Sexual promiscuity complicates election

Students speak on sexual assault and the presidential election.


Infographic by Cassidy Eldridge/ THE CHIMES

Jessica Goddard, Writer

The current election has proven difficult for many people, especially after the Washington Post released tapes of Donald Trump talking about women sexually and abusively. These tapes then triggered the resurfacing of articles on Bill Clinton’s affairs and Hillary Clinton’s dealings with the women accusing her husband of sexual assault. Many people now find themselves at an even more difficult crossroad in choosing a candidate.

Rachel Smith, senior elementary education major and president of Brave Voices, the sexual assault group on campus, shares her opinion on the candidates and how sexual offenses will affect the election and the American people.

Who are you voting for?

“Well, I haven’t decided yet. But I’ll be honest, it’s really difficult. I am probably going to be looking more at issues and voting history of the candidates. And the things I feel about them, personally, I would be tempted not to vote at all, and I don’t want to do that. So I don’t quite know yet, but I will be voting.”

New articles tapes, and sexual promiscuity regarding the presidential candidates have resurfaced. Have these things affected your voting decisions, if at all?

“Yeah, like I said, I don’t always like to vote for how I feel personally about candidates, but both of them and both of the things that have come up really make me examine twice how I vote. It honestly did make me think twice about voting, period, but I have decided that I will vote still, regardless of some of these issues that have come up.”

Do you think this election is bringing up hurt from the past of sexually assaulted women or men?

“I think so. Just from reading all of the responses and through talking with friends, through social media… and news articles. I think it’s bringing up a lot of past hurt. In some respects, I see some of it as good because a lot of people are speaking out when [they] haven’t spoken out before about what had happened to them, and speaking out is a really healing step. But the sheer fact that they spoke out in response to a negative comment about sexual assault, that’s hurtful and that’s harmful. So I think that in some respects it is good in giving people a platform and an opportunity to speak out where maybe our country or our media was less perceptive to it. But I do think that the cause of speaking out is a harmful and hurtful thing.”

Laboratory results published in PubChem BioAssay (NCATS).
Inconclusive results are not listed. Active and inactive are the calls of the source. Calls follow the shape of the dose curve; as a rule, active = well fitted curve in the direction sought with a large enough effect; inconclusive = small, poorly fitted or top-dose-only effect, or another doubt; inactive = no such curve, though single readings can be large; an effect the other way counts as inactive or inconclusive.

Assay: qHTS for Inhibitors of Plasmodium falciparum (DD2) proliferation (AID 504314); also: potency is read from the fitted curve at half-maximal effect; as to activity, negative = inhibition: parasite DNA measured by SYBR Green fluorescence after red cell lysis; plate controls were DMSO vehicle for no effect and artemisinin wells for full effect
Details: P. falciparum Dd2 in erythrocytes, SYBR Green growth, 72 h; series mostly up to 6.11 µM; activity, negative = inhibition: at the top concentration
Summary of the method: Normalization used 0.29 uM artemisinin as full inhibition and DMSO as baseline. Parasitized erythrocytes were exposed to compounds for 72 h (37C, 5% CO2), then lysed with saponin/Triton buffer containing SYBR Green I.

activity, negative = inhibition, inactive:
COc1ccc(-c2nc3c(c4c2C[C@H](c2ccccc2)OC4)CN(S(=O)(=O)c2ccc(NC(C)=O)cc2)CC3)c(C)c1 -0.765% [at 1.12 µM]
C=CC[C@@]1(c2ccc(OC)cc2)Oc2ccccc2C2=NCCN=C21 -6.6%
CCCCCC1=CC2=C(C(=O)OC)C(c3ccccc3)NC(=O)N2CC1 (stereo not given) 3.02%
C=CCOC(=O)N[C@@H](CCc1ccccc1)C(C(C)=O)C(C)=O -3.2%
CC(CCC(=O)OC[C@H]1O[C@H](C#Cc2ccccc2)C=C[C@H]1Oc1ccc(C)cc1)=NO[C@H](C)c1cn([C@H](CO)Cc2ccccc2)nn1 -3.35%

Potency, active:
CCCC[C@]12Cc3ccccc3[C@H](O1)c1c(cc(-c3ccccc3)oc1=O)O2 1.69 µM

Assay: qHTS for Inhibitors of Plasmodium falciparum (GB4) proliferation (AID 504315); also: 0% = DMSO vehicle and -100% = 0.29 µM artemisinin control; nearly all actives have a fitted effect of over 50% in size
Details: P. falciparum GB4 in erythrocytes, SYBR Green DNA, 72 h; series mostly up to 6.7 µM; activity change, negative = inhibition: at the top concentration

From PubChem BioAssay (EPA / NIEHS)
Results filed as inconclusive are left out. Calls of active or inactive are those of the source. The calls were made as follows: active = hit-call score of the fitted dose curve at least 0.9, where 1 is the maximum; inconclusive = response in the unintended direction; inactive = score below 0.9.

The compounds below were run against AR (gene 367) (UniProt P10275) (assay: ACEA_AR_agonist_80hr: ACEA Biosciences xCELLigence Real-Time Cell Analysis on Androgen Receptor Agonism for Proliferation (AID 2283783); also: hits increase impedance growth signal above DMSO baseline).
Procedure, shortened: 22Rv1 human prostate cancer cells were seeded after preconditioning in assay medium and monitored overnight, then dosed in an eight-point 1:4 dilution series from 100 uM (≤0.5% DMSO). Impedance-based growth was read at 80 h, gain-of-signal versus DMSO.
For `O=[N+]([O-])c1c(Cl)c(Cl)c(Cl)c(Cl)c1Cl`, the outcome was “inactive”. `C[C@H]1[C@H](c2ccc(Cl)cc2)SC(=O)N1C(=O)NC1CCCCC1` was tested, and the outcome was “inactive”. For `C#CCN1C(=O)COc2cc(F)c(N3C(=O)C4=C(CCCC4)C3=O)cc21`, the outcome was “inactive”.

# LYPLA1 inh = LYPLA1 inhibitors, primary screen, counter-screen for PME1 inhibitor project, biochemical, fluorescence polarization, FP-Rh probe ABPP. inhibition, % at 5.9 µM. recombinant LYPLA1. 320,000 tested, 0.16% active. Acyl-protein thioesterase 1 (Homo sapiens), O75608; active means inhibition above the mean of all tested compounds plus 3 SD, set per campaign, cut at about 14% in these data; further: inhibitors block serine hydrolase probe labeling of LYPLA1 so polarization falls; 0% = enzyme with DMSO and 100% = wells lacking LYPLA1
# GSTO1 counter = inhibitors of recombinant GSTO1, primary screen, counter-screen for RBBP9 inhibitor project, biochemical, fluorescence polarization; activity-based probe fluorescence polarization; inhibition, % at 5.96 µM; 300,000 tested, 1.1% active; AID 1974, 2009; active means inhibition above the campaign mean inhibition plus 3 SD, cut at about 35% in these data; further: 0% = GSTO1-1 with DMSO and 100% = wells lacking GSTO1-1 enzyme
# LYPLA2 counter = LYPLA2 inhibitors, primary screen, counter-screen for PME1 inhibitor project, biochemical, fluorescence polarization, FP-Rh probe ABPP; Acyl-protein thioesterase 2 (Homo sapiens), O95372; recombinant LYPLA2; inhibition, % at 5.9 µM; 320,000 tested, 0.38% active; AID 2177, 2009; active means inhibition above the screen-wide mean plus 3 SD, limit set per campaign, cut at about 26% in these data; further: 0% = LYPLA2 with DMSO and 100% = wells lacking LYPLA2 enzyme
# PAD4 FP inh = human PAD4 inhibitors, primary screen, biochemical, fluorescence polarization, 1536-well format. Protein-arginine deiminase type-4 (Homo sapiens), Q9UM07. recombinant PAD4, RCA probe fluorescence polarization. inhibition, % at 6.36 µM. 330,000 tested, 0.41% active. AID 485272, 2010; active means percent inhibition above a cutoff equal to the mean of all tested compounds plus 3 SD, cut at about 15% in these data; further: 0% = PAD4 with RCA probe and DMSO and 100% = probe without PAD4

Amber Blevins, senior anthropology major, explains her perspective on the election and the implications of Donald Trump’s tapes. Though she had no participation in sexual assault awareness on campus last year, her judgment of the situation is similar to those who did.

Who are you voting for?

“Donald Trump. Mostly because I don’t want Hillary Clinton in office.”

New articles and tapes regarding sexual promiscuity of the presidential candidates have resurfaced. How have these things affected your voting decisions, if at all?

“Trump is more being accused of saying ‘mean things’ while Bill and Hillary Clinton’s issues affect a lot of stuff that’s deeper than just saying mean things about people. I’d rather have someone who’s kind of not political be in office than a liar.”

Do you think this election is bringing up hurt from the past of sexually assaulted women or men?

“Yeah, usually when stuff like this comes out anyway, all of a sudden you get a slew of people who said, ‘Oh it’s me!’ So I think that’s usually how it is, anyway.”

0 0 votes
Article Rating